The year is 1851. The infamous HMS Bloodhound has set sail from England and berthed in Lagos, with one objective: Attack and take control of Lagos. Whoever controls Lagos controls its commerce and holds major trade influence in the West African region.

This is really a battle between Oba Kosoko and his uncle, Oba Akitoye. While the former was loved by his people, he encouraged slave trade and had support from the likes of Madam Efunroye Tinubu. Akitoye on the other hand who was friends with the British, had tried to stop slave trade in Lagos, but lost the throne to his nephew Kosoko in the process.

The die is cast. The battle for the soul of Lagos is unavoidable. Kosoko wants the throne, but Akitoye with support from the British forces, wants it more. Players move into position.

Lagos is invaded on December 26, 1851.For 5 days, the British forces decimate Lagos. On 31st December 1851 Oba Akitoye is re-installed as the Oba of Lagos. Oba Akitoye entered into a treaty with Britain and assumed the throne from January 1852. Lagos was annexed as a British Colony in 1861, this formed a basis for the colonial administration in what later became Nigeria.

Today, you have the chance to rewrite that history through Agidingbi 1851. Win or lose Eko, it’s in your hands. Welcome to the game!


The term AGIDINGBI is an onomatope for the sounds made during the canon guns that was fired by British forces in 1851. The sound was so loud that, it was heard in far Badagry and the mainland of Lagos. The game seeks to teach a bit of Lagos history while improving the IQ, mental awareness, risk analysis, leadership skills and more.

This chess-style game is our way of exporting Lagos to the rest of the world via the digital landscape. 1851 Agidingbi is also available as a board game


Oba of Lagos (The King)

Meet the Oba of Lagos; he sits as ruler in the land of Eko. As a traditional and religious leader, he presides over the affairs of the land of the living and the land of the spirits. His decisions are final; he makes the laws of the land which are to be respected by everyone.

Erelu Kuti of Lagos (Queen Mother)

The Erelu Kuti of Lagos is the traditional aristocrat charged with the bearing of the ritual essence of Oloye Erelu Kuti I, an eighteenth-century Yoruba royal who aided in the consolidation of her homeland. The Erelu Kuti of Lagos is ranked third in the kingdom’s order of precedence. She serves as regent when the “stool” of the king, or Oba of Lagos, is vacant. As part of the coronation ceremonies for a new Oba, she also publicly blesses the candidate prior to his installation. For these reasons, she is regarded as the queen mother of the realm.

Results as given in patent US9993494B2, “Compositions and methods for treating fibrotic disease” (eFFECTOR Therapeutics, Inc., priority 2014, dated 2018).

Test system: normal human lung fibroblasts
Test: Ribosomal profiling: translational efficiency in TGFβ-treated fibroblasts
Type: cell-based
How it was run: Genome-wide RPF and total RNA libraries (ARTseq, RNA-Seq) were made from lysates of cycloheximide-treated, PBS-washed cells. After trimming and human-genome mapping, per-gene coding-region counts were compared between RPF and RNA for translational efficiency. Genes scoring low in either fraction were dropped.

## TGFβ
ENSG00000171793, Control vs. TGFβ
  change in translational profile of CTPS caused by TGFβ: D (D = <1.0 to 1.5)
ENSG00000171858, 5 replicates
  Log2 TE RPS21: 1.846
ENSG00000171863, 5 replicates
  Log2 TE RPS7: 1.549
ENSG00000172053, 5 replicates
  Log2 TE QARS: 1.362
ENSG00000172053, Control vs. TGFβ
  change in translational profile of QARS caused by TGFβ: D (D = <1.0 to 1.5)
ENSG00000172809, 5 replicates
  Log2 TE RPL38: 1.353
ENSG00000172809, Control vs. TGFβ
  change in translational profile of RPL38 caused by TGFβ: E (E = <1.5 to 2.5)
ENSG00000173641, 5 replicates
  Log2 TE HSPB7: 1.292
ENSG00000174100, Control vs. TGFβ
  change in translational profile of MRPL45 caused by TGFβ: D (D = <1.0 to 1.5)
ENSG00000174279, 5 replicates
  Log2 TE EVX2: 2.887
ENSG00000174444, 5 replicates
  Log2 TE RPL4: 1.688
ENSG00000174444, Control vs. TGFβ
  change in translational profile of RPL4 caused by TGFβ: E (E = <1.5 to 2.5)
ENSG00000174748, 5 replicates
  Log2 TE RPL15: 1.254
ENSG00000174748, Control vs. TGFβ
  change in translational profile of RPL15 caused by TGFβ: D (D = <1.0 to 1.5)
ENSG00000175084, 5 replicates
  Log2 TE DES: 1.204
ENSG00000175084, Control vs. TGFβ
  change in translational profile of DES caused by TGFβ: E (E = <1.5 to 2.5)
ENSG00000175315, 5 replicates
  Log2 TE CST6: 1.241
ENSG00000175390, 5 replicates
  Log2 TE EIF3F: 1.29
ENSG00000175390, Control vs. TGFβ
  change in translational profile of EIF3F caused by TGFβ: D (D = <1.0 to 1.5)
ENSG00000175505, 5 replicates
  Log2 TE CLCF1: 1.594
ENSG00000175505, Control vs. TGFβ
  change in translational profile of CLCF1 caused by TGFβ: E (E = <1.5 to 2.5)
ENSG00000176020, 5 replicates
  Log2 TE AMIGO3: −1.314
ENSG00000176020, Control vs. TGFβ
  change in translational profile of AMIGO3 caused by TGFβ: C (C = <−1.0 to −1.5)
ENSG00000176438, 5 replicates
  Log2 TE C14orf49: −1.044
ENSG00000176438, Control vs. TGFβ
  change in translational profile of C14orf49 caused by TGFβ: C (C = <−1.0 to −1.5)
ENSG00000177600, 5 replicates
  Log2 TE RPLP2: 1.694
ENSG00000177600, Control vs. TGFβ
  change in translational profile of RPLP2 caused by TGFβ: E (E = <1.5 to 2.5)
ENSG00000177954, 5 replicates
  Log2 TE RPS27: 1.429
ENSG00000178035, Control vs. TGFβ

Omo Ogun Eko (The Pawns)

They are the first line of defense in the city of Eko. They pledge their allegiance to the Oba of Lagos, and the Balogun who controls the Calvary. They are always armed and ready to defend the city against any external and internal attack.

Eletu Odibo (The Bishop):

Meet the Eletu Odibo of Lagos, as the Prime Minister and he is in charge of all religious and spiritual activities around Lagos. He is the royal oracle of the residence of the Oba of Lagos. No one sees or has an audience with the Oba without his permission.

Abagbon (The Knight):

Meet the Abagbon, the War Chief of Lagos. His duty is to defend the city and lead the army brigade whenever the need arises. He sees to the protection and security of the “Iga” – the royal residence, at any point in time, especially whenever an Oba joins his ancestors. He secures the Palace until a new King is crowned.

Adamu Eyo (The Rook)

Meet the Adamu Orisha; the Eyo Masquerade. The Eyo Masquerade came into existence in 1862 when Oba Akitoye of Lagos died. It is only fair we replace the Rook here with the Adamu Orisha; Eyo.  The rook moves horizontally or vertically, through any number of unoccupied squares (see diagram). As with captures by other pieces, the rook captures by occupying the square on which the enemy piece sits. The rook also participates, with the king, in a special move called castling.

1851 Agidingbi


    Your Cart
    Your cart is emptyReturn to Shop